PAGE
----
Founded in 1931, the Gemological Institute of America (GIA) is an independent, non-profit organization widely considered as the world's foremost authority in gemology. Introduced in 1953, their diamond and gemstone grading system is recognized as an accepted standard worldwide. Gemstone manufacturers from around the globe send diamonds and gems to the GIA for expert examination and analysis.
The GIA's mission is to increase consumers' trust in diamonds and jewelry by upholding the highest standards of integrity, academics, science, and professionalism. They work toward this goal by providing jeweler and consumer education, conducting meticulous research, and developing state-of-the-art laboratory instruments for diamond inspections.
Diamonds graded by the GIA are examined by a minimum of four highly trained diamond graders and gemologists. At each step of a diamond's evaluation, a more senior staff member independently grades the stone. To ensure impartial evaluations, the distribution of diamonds to graders is a completely random process.
After a diamond's carat weight is determined, its measurements, depth, table, angles, culet, and girdle thickness are recorded.
A diamond's color is graded on a scale ranging from D (colorless) to Z (light yellow) by comparing it to master stones of predetermined color.
Clarity is assessed on a scale ranging from FL (flawless) to I3 (included) based on an examination of the stone under a binocular microscope of 10x magnification. The stone's characteristics are plotted on a diamond diagram.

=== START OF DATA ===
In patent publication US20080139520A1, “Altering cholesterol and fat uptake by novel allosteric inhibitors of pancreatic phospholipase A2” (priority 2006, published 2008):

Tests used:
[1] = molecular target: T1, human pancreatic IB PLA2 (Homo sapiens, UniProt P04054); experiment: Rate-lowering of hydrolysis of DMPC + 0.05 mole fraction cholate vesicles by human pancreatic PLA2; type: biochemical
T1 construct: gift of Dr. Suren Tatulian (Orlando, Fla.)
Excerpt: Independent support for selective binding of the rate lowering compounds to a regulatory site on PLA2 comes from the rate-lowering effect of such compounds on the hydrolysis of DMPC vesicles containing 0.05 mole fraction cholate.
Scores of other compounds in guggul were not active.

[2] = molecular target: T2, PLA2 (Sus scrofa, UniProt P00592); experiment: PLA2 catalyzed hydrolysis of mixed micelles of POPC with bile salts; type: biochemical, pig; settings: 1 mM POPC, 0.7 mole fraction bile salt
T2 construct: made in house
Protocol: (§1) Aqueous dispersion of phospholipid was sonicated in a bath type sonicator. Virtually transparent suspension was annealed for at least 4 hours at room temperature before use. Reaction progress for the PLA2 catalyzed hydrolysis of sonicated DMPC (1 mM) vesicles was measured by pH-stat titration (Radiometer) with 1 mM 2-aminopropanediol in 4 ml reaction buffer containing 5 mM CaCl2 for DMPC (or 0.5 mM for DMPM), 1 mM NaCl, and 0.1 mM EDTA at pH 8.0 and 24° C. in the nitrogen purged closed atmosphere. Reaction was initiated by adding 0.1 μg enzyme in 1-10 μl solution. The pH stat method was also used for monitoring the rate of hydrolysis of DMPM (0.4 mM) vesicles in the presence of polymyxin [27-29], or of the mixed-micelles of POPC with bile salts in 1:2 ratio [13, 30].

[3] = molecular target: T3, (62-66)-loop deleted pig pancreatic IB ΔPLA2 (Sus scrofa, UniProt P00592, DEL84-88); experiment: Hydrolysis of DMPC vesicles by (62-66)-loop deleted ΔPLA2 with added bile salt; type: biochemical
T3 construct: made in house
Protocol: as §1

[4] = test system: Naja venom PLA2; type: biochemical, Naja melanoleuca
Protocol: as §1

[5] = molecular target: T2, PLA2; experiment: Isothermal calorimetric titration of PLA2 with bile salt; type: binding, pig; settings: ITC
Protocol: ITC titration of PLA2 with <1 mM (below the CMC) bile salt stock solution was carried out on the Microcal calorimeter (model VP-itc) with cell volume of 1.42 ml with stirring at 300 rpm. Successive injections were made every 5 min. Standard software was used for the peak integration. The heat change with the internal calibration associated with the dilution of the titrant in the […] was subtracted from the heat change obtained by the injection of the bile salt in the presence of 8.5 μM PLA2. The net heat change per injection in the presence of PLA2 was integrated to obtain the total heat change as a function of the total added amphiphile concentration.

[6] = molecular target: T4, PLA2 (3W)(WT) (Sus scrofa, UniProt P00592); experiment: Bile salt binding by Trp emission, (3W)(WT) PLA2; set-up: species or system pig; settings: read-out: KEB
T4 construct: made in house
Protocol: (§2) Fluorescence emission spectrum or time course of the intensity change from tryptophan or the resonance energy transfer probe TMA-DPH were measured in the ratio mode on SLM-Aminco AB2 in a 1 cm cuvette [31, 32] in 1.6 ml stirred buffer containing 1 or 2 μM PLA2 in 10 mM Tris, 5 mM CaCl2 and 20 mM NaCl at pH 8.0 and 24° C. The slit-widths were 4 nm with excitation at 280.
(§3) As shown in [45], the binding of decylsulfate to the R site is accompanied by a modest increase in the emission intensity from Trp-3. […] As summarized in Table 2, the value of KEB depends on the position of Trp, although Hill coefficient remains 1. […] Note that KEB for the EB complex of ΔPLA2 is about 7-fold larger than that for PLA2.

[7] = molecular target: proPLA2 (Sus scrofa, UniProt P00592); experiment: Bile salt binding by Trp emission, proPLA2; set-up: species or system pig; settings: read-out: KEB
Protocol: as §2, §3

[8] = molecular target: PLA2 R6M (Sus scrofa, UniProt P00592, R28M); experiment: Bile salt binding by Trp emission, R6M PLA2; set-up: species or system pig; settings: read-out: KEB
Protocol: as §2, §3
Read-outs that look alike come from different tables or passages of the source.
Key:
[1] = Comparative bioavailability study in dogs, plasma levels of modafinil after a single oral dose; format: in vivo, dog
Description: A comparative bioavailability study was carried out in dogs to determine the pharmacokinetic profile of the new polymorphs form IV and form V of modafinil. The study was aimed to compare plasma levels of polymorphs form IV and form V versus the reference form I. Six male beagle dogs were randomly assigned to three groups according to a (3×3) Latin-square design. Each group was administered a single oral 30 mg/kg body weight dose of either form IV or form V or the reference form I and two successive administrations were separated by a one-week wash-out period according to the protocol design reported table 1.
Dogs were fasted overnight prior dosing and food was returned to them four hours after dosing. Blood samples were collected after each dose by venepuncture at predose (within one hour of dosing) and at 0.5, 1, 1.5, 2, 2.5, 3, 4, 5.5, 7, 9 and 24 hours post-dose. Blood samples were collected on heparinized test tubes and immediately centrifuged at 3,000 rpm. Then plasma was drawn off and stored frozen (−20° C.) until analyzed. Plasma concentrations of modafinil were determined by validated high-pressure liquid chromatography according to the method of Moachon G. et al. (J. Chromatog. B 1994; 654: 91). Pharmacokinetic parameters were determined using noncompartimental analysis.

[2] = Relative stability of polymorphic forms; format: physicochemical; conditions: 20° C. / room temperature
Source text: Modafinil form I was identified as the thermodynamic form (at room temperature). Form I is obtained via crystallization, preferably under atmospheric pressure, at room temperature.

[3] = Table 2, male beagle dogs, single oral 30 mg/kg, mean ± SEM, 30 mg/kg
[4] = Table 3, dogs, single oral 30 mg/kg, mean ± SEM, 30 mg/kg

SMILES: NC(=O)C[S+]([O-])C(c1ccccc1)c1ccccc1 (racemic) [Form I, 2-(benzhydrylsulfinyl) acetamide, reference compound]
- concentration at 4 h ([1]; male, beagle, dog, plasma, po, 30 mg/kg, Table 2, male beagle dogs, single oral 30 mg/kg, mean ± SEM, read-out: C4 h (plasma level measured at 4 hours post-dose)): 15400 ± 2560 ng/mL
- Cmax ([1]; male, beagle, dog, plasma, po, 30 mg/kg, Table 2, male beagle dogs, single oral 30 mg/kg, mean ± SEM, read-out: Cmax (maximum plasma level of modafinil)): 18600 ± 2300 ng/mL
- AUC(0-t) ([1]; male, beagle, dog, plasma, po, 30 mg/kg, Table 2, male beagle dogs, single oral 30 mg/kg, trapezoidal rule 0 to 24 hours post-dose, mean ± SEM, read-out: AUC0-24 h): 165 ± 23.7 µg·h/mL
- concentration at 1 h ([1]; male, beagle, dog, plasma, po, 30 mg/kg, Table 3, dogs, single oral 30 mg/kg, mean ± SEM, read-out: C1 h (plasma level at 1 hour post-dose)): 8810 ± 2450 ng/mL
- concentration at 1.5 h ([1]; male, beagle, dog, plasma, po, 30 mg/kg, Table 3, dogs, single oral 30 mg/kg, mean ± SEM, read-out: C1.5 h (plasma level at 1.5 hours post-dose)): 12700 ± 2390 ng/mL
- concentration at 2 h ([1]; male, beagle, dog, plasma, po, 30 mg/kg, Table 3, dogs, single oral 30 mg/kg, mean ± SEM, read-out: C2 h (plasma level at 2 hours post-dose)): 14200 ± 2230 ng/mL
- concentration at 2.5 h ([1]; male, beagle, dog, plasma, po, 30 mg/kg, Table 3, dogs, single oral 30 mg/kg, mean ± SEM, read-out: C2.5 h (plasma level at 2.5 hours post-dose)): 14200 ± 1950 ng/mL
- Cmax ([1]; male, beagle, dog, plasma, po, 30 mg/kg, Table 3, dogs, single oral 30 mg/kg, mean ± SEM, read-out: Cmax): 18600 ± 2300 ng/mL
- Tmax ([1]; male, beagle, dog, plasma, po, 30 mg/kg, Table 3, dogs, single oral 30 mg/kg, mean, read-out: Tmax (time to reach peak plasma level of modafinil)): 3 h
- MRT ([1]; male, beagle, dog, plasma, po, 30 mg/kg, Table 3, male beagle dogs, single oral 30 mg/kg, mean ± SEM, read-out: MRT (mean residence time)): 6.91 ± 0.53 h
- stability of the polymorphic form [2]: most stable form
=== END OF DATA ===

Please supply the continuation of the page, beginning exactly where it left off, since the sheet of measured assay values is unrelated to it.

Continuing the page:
Cut grade is established for brilliant round-cut diamonds based on the analysis of the stone's craftsmanship and light interaction. The level of a diamond's craftsmanship is determined by evaluating its polish, symmetry, and proportions. The stone's light interaction is based on its brightness, scintillation, and fire. The GIA designates the quality of a cut on a grading scale ranging from Excellent to Poor.
A diamond is evaluated for polish and symmetry on a grading scale ranging from Excellent to Poor. The grade is based on an inspection of the diamond's craftsmanship.
A diamond's fluorescence is determined as None, Faint, Medium, or Strong based on its reaction to ultraviolet light.
For added security and identification, a diamond's girdle can be laser inscribed with its GIA report number. The GIA offers laser inscription services for all of the loose diamonds they grade.
The GIA has graded some of the world's most legendary loose diamonds, including the 44.5-carat Hope Diamond, which is displayed in the Smithsonian Museum in Washington, D.C.
The GIA Diamond Grading Report is issued for diamonds that fall in the D-Z color range. This detailed report includes a full quality analysis of shape and cutting style, measurements, carat weight, color grade, clarity grade, cut grade (for brilliant round-cut diamonds), polish and symmetry assessments, and fluorescence. The report also includes a plotted diagram indicating the relative size and location of clarity characteristics, a proportion diagram, and GIA grading scales.
The GIA Diamond Dossier® is issued for diamonds between 0.15 and 1.99 carats that fall in the D-Z color range. This report includes all of the information featured in the Diamond Grading Report without a plotted diagram. All diamonds accompanied by a Diamond Dossier are laser inscribed and registered in the GIA inscription registry.